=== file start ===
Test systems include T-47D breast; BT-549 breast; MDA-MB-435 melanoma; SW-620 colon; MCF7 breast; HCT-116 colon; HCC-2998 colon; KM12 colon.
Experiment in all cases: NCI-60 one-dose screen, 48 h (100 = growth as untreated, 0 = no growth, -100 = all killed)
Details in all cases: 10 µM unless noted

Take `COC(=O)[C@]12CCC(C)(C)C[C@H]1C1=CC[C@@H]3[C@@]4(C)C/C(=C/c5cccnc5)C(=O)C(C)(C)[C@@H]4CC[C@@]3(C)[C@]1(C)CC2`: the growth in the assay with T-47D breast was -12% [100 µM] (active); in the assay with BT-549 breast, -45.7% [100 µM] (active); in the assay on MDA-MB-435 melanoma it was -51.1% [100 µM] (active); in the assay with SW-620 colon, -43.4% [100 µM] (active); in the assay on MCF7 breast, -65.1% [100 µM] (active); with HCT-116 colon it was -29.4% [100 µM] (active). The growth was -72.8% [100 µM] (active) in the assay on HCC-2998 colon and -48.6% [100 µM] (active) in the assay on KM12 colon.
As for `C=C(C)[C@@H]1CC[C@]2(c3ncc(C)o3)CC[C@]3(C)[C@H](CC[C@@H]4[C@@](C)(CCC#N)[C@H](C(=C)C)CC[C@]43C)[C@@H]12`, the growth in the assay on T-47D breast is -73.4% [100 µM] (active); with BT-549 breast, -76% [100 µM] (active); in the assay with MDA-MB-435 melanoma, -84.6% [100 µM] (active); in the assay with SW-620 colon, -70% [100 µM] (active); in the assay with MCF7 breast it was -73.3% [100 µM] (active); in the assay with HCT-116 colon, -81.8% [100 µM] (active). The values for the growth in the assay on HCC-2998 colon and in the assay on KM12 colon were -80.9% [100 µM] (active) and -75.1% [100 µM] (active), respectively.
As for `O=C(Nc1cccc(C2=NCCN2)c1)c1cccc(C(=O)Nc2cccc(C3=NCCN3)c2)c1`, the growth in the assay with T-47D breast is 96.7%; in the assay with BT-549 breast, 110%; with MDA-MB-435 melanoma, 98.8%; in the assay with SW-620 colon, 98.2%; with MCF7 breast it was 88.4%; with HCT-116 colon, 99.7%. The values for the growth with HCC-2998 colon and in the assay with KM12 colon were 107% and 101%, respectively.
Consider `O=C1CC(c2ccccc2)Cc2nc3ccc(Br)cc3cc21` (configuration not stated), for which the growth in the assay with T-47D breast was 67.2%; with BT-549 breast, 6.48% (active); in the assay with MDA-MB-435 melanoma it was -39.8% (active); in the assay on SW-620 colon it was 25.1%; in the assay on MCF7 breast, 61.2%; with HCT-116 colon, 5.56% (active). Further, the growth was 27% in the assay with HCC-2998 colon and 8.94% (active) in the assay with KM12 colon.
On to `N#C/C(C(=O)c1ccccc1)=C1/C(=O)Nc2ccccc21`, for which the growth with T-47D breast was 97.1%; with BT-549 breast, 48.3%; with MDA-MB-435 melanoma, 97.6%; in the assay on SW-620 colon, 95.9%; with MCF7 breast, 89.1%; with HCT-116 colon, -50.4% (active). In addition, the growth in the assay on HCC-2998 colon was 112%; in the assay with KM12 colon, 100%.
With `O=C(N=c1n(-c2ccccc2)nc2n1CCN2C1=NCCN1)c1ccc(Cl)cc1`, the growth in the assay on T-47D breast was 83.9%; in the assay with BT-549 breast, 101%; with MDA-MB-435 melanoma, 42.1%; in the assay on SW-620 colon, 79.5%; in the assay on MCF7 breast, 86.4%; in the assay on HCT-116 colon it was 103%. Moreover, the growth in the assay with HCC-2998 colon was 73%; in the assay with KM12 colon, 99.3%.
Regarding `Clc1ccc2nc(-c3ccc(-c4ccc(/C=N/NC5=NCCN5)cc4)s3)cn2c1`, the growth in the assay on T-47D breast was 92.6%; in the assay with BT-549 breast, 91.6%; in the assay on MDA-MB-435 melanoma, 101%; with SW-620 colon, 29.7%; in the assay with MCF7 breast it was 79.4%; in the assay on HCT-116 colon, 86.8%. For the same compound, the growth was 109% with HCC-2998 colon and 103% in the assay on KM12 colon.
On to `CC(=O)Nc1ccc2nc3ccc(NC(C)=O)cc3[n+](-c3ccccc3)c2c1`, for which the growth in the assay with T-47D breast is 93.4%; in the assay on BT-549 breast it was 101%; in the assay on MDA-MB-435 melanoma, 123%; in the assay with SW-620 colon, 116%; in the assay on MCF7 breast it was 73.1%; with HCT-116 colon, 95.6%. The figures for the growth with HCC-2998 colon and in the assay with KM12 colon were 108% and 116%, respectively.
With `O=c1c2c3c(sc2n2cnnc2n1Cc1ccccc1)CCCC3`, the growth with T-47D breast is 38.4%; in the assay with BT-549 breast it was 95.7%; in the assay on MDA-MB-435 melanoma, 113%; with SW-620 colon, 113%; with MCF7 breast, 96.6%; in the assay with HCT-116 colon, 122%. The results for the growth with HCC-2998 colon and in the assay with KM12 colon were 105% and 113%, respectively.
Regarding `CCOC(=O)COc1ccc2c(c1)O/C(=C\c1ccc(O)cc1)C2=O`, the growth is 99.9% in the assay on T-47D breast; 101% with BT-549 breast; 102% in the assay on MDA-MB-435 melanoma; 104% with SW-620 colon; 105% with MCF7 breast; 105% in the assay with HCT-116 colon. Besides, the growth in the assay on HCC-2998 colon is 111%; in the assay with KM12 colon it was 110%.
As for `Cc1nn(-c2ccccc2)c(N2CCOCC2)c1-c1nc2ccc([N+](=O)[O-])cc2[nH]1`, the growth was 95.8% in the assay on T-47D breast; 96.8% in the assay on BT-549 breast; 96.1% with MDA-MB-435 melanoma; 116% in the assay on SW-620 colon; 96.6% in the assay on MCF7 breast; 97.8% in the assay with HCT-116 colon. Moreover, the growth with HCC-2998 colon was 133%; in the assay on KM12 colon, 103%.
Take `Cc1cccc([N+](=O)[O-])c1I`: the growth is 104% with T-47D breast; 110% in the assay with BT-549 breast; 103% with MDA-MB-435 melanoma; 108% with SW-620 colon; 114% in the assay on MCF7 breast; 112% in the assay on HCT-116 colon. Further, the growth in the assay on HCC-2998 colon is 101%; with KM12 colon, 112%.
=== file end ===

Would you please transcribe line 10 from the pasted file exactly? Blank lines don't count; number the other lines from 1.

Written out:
Regarding `Clc1ccc2nc(-c3ccc(-c4ccc(/C=N/NC5=NCCN5)cc4)s3)cn2c1`, the growth in the assay on T-47D breast was 92.6%; in the assay with BT-549 breast, 91.6%; in the assay on MDA-MB-435 melanoma, 101%; with SW-620 colon, 29.7%; in the assay with MCF7 breast it was 79.4%; in the assay on HCT-116 colon, 86.8%. For the same compound, the growth was 109% with HCC-2998 colon and 103% in the assay on KM12 colon.